her, and would back up any word she might utter. So when she said to them that “a
live runaway could do great harm by going back, but that a dead one could tell
no secrets,” she was sure to have obedience. Therefore, none had to die as
traitors on the “middle passage.” It is obvious enough, however, that
her success in going into Maryland as she did, was attributable to her
adventurous spirit and utter disregard of consequences. Her like it is probable
was never known before or since.

On the road between Syracuse and Rochester, would be found a number of
sympathetic Quakers and other abolitionists settled at Auburn. Here also was
the home of US Senator and former New York State Governor William H. Seward.
Sometime in the mid-1850s, Tubman met Seward and his wife Frances. Mrs. Seward
provided a home for Tubman’s favorite niece, Margaret, after Tubman helped her
to escape from Maryland. In 1857, the Sewards provided a home for Tubman, to
which she relocated her parents from St. Catharines. This home was later sold
to her for a small sum, and became her base of operations when she was not on
the road aiding fugitives from slavery, and speaking in support of the cause.

Tubman was closely associated with Abolitionist John Brown, and was well
acquainted with the other Upstate abolitionists, including
Frederick Douglass,
Jermain Loguen, and
Gerrit Smith.She worked
closely with Brown, and reportedly missed the raid on Harper’s Ferry only
because of illness.

After the outbreak of the Civil War, Tubman served as a soldier, spy, and a
nurse, for a time serving at Fortress Monroe, where Jefferson Davis would later
be imprisoned. While guiding a group of black soldiers in South Carolina, she
met Nelson Davis, who was ten years her junior. Denied payment for her wartime
service, Tubman was forced, after a bruising fight, to ride in a baggage car on
her return to Auburn.

* note: Harriet Tubman reportedly suffered narcolepsy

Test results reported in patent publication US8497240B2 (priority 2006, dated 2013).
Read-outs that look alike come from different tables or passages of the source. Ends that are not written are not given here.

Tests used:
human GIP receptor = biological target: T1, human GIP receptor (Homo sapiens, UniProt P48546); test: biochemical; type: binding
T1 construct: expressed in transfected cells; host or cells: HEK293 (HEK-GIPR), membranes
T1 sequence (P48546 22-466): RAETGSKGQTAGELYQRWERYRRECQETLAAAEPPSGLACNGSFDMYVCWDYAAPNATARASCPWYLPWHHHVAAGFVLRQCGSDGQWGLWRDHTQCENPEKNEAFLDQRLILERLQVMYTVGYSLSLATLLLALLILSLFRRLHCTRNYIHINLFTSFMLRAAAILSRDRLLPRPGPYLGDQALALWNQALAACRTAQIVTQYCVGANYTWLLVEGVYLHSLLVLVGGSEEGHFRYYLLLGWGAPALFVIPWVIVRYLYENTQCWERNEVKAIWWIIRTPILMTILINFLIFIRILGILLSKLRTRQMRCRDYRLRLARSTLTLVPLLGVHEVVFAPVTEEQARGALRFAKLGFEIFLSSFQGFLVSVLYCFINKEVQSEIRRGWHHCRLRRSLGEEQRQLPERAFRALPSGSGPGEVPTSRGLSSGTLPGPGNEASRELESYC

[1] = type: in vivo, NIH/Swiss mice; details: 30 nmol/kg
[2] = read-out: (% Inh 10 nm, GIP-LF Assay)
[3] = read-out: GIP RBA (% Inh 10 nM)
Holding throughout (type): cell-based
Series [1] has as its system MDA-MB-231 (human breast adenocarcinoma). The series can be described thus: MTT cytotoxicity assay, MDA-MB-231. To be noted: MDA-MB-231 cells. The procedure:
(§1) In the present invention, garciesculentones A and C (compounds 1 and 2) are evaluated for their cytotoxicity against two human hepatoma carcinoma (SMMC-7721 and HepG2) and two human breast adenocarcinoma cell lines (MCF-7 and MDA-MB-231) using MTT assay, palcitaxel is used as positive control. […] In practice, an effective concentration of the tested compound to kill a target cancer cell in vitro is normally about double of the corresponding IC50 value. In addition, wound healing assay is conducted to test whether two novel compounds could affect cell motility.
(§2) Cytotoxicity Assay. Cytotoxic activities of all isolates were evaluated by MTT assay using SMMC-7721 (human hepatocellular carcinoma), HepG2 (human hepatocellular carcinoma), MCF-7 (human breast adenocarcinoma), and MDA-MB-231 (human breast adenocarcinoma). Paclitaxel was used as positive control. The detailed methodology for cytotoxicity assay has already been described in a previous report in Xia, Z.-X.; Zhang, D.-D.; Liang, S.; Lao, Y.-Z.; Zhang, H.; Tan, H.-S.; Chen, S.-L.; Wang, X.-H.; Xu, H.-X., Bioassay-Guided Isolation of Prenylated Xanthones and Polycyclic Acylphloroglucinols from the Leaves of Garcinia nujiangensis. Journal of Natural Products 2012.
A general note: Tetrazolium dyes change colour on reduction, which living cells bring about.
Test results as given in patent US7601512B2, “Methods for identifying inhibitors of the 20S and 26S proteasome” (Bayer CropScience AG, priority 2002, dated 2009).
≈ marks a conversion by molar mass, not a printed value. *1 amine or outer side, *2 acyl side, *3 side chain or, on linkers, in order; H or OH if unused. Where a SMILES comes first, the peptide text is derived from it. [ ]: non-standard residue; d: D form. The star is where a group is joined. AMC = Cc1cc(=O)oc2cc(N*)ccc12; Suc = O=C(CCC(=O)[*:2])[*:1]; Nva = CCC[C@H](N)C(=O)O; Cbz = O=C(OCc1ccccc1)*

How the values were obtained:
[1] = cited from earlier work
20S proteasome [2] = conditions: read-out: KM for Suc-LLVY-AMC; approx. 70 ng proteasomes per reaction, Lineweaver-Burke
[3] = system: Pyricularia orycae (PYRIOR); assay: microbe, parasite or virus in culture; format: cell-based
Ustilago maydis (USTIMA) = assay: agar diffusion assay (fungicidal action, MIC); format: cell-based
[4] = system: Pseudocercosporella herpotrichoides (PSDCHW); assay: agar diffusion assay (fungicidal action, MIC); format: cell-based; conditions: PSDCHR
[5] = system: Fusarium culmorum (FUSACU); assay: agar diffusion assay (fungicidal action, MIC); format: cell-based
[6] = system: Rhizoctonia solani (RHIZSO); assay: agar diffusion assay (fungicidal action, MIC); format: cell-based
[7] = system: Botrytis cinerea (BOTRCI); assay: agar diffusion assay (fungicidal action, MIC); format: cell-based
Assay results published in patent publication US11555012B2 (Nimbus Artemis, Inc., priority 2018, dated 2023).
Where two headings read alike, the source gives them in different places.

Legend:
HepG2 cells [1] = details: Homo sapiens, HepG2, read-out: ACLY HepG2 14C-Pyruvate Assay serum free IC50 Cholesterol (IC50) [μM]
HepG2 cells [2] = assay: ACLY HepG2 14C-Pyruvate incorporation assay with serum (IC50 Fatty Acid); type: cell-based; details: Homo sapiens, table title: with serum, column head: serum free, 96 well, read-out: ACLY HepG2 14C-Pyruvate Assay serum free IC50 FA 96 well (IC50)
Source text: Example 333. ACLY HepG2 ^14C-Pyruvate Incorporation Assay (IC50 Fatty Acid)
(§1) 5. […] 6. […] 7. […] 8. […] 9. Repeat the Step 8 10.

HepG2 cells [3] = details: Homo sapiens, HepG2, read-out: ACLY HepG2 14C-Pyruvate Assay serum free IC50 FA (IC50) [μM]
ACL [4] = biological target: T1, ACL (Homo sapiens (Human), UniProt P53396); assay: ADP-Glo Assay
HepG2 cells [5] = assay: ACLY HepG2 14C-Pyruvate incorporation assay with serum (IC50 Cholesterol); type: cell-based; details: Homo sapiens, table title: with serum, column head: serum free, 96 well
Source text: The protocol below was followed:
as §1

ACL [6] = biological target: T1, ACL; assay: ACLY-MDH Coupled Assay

as a result of the head injury she sustained as a child.

Her Life In Auburn,
NewYork

After
the close of the Civil War, Harriet Tubman returned to Auburn, NY. There she
married Nelson Davis, and lived in a home they built on South Street, near the
original house. This house still stands on the property, and serves as a home
for the Resident Manager of the Harriet Tubman Home.

Only twelve miles from Seneca Falls, Tubman helped Auburn to remain a center
of activity in support of women’s rights. With her home literally down
the road, Tubman remained in contact with her friends, William and Frances
Seward. In 1908, she built the wooden structure that served as her home for the
aged and indigent. Here she worked, and herself was cared for in the period
before her death in 1913.

stampAfter
her
death, Harriet Tubman was buried in Fort Hill Cemetery in Auburn [grave], with
military honors. She has since received man honors, including the naming of the
Liberty Ship Harriet Tubman, christened in 1944[photo] by Eleanor Roosevelt. On June 14, 1914 a large
bronze plaque was placed at the Cayuga County Courthouse, and a civic holiday
declared in her honor. Freedom Park, a tribute to the memory of Harriet Tubman,
opened in the summer of 1994 at 17 North Street in Auburn. In 1995, Harriet
Tubman was honored by the federal government with a commemorative postage stamp
bearing her name and likeness.

History of the Harriet
Tubman Home

In 1857, Harriet Tubman relocated her parents from St. Catharines, Ontario,
Canada to Auburn, NY. She was provided a two story brick home on the outskirts of Auburn, by her friend,
William H. Seward. A short time later he sold the property to Tubman for a
modest sum, an illegal transaction at the time. Seward was at that time the US
Senator from New York

In 1863, Tubman led a group of African American Union soldiers on raids
along the Comcahee River in South Carolina. There she met a soldier named
Nelson Davis. They were married in Auburn in 1869, with the Sewards among the
many friends in attendance. Davis and Tubman lived in a brick house on the
property until his death in 1888. That house is now used as home for the
Resident Manager of the Harriet Tubman Home.

In 1896, Tubman purchased at auction the 25 acre parcel on which the Home
stands, for $1450. At this time she was receiving a $20 monthly pension that
had been awarded to her by the Congress. Unable to raise sufficient funds on
her own, she deeded the property to the African Methodist Episcopal Zion Church
in 1903. In 1908, the Harriet Tubman Home was opened, in the frame structure
that still stands, and the original brick
home, which has since been demolished. Throughout her remaining life, from 12
to 15 persons were housed there.

After Tubman’s death the home continued to operate for a few years, and was
then closed. The existing frame building was vacant from 1928 until it was
ordered demolished by the city in 1944.

Bishop William J. Walls of the AME Zion church organized a fund drive, which
raised $30,000 for restoration of the Home. The restored Home was dedicated on
April 13, 1953 as a memorial to Tubman’s life and work, under the auspices of
the AME Zion church

Harriet Tubman HomeSince
1953 the Church has constructed two new buildings on the site, the Library,
pictured at right in the photo, and a large assembly hall, visible at left.
Some articles of furniture, and a portrait that belonged to Harriet Tubman are
now on display in the Home.